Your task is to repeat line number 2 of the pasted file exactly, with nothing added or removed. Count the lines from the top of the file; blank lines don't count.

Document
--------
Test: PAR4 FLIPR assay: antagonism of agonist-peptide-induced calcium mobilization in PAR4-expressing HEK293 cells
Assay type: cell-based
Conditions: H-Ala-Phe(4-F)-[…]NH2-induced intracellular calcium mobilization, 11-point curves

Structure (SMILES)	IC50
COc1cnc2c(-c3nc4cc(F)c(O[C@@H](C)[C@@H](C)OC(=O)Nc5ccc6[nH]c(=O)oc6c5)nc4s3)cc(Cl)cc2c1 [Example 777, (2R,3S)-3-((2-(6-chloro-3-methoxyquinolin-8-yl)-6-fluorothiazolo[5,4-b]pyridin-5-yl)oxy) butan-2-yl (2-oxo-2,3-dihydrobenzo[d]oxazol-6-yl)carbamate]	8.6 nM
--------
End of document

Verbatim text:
Assay type: cell-based